The Bachelorette begins again tonight, which means we’re mere hours away from experiencing one of my favorite phenomena in reality television — the fall from grace. We all think we likeÂ Andi DorfmanÂ now, but give her a few weeks as the star of the show she used to only feature on, and watch how the tides will go a-changing.
Not because Andi isn’t great, but because we’ve seen this so many times before. We start a season of The BacheloretteÂ orÂ The BachelorÂ with a beloved underdog from the season before, praised by all and eager to find love. And as the weeks go by, we watch them gradually chip away at their own positive perception until they become the villain themselves, inevitably sending home a crowd favorite and thereby kicking off a whole new cycle. It’s gone down that way years, but you won’t find a better example thanÂ Juan Pablo Galavis.
Juan Pablo came to fame as a contestant onÂ Desiree Hartsock‘s season, one who was sent home without ever going on a one-on-one date. And my god, was there an outcry. I should know, I was trumpeting about it as loudly as anyone — how could she do that? oh my god has she seen him? and he’s a single father! Basically, I said a lot of stuff that’s especially embarrassing now that he’s been revealed to be an enormous jackass.
Every time he cut a contestant down or revealed he wasn’t listening or made a flippant comment to one of the final two women, we felt more and more foolish, because it was obvious that we’d been misled. But before you get too far up on your high horse there, I should let you know that it’s gonna happen again. No matter how much you think you like the show’s star at the beginning, you’re gonna end the season being either ‘meh’ or ‘ugh’ about them, and I can tell you why.
There are luxuries you have when you’re just featured on the show that you don’t have when you’re starring on it. When you’re a contestant, you live in a big house of people like you, and there are very few requirements on your time. Unless you’re going on a date that particular day, you’re mostly free to do whatever you want, with no cameras around. You can be yourself at home and save the good stuff for the producers.
But when you’re in Andi’s position or Juan Pablo’s or Desirees, you’re in every shot. No one ever goes on a date without you, so you don’t have that crucial off-camera down time. And even when you do have a moment to yourself, it’s in isolation from everyone but the producers, whose brains are deeply immersed in the show and want to squeeze as much drama out of you as possible. Which isn’t hard to do when you’re dating twenty-plus strangers.
It’s also important to remember that we see the show in a much more extended version than it’s filmed. Footage that takes days to film is split into episodes a full week apart. So when we feel like we’ve ‘known’ a contestant for weeks or months, that probably only measures out to an hour and a half or so of film. It’s way easier to be ‘on’ and self-aware-seeming for fifteen vignettes than it is for fifteen episodes, but we tend to give both situations the same weight, which is not a great way to judge character traits.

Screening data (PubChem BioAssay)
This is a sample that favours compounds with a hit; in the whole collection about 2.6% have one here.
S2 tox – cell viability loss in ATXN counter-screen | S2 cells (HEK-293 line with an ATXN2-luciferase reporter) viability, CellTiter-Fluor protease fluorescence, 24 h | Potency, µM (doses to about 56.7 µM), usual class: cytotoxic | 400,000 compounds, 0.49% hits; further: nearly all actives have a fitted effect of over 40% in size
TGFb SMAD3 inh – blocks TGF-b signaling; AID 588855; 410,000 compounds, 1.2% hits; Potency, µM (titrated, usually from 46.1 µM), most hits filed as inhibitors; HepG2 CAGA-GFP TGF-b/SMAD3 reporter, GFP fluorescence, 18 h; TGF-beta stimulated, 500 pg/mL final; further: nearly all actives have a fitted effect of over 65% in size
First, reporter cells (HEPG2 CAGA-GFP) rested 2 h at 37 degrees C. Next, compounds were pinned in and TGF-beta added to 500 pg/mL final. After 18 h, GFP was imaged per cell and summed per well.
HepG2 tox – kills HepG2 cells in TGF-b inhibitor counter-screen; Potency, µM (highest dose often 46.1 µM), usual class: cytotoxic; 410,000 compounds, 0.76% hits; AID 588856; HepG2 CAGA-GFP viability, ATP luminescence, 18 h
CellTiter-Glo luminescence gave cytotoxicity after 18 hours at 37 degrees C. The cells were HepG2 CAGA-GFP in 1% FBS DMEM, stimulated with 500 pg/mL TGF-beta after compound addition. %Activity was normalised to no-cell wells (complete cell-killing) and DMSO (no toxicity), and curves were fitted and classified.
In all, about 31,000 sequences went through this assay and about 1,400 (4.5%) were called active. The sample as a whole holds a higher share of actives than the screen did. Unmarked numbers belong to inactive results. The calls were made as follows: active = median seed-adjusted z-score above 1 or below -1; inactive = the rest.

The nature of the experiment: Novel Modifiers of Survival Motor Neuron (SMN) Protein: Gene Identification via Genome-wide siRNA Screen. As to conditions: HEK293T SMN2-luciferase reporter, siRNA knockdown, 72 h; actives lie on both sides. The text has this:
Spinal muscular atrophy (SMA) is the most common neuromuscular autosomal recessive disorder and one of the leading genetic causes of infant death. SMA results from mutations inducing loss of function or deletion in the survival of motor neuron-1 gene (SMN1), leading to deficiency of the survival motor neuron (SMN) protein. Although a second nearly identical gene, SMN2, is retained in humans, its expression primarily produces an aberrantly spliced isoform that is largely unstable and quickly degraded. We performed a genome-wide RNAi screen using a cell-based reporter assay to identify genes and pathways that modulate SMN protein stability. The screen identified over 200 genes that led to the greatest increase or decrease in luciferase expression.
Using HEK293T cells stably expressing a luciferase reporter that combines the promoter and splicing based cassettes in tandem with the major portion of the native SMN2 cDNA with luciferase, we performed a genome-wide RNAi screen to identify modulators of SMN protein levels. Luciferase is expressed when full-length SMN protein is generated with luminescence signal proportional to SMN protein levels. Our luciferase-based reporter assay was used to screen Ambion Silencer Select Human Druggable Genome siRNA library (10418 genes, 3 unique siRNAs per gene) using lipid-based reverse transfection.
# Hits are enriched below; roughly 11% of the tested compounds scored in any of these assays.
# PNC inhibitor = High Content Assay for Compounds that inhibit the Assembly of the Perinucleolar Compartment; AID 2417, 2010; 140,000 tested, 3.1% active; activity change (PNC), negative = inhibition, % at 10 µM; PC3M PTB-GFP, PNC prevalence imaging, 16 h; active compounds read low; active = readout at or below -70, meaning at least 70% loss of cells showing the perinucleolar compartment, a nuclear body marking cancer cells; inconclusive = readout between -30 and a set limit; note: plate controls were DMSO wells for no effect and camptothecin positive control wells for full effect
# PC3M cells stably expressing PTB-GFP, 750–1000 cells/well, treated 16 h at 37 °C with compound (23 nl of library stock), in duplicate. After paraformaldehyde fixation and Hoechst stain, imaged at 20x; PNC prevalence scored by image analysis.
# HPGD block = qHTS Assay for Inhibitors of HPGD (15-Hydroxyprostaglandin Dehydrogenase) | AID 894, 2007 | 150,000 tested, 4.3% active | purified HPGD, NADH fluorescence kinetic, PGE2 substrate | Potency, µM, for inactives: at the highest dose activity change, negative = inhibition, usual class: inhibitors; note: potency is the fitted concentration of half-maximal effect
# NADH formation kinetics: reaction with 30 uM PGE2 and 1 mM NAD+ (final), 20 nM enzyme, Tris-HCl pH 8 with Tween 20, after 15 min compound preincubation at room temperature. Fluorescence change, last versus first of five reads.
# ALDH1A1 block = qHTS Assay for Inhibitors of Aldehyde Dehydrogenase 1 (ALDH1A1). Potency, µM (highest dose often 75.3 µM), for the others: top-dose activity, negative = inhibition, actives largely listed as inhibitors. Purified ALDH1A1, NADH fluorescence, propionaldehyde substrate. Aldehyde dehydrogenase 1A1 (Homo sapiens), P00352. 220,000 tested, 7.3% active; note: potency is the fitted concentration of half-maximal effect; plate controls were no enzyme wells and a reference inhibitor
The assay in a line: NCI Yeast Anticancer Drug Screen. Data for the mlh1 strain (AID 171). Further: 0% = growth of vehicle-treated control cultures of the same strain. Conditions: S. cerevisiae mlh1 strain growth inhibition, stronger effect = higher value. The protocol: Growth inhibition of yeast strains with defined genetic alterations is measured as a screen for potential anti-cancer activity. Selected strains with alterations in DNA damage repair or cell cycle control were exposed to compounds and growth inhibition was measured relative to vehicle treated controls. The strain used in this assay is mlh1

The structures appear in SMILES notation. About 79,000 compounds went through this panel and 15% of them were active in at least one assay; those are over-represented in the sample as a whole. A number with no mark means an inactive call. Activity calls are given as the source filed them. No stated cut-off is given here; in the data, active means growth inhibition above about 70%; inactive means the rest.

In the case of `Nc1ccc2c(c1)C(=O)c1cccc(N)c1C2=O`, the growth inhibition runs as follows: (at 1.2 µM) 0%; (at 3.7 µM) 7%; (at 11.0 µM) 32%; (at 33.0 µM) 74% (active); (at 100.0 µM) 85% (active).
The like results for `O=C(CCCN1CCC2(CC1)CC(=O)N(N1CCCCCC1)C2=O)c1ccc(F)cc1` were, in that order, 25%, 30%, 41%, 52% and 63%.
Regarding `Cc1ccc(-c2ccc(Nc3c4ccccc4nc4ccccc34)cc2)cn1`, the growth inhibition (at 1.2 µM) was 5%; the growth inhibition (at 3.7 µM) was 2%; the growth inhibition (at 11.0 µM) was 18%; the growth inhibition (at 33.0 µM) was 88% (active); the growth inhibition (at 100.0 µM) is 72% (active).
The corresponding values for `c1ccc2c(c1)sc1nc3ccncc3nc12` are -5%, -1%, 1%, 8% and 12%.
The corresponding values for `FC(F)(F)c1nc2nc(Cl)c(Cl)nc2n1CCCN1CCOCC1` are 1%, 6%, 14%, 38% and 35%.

It’s possible (and even probable) for a cast member to come off as quiet, confident,Â sweet, and sensitive when they’re competing, only to have those traits be revealed as dull, aggressive, simple, and overdramatic when they get their chance in the spotlight as a the show’s star. It happened with Jason Resnick, it happened with Desiree, it happened withÂ DeAnna Pappas, it happened withÂ Jake Pavelka, it happened with Sean Lowe...it happens with everyone.
Even if you doÂ end up still liking the person, which is how I felt aboutÂ Jillian HarrisÂ in season five, I was disappointed in her for choosing Ed Swiderski,Â someone I didn’t think was a good match. Essentially, I blamed Jillian for not having the objective perspective that I did, as a result of watching the show, and I have a feeling we’re all guilty of that.Â In short, it’s a lot of scrutiny to be under, and a highly stressful situationÂ before you even factor the romance aspect into it. Once that becomes a part of it as well, it’s Â so we really shouldn’t be surprised anymore when people crumble under the pressure and revert back to their non-sparkling selves halfway through the show.
What the show really needs is anotherÂ Emily MaynardÂ – she’s the total package for them. Her beauty makes her desirable and her daughter makes her relatable, but the most important thing is her acting skills. More so than anyone else I’ve ever seen, Emily was able to be ‘on’ pretty much non-stop. Even when she seemed to ‘slip’, like when she went off onÂ KalonÂ for referring to her daughterÂ RickiÂ as ‘baggage’, everything was still perfectly under control. That was her telling us that she was sweet, but she wasn’t stupid, and she wasn’t gonna put up with bullshit for any longer than she needed to in order to keep it good television.
She was essentially thinking and acting like a producer on the show, which is what you have to do if you want to leave with your reputation and likability intact. So unless Andi turns out to be Emily 2.0, prepare to be over her inÂ three…two…one…
The premiere of The BacheloretteÂ airs tonight at 9:00 EST on ABC.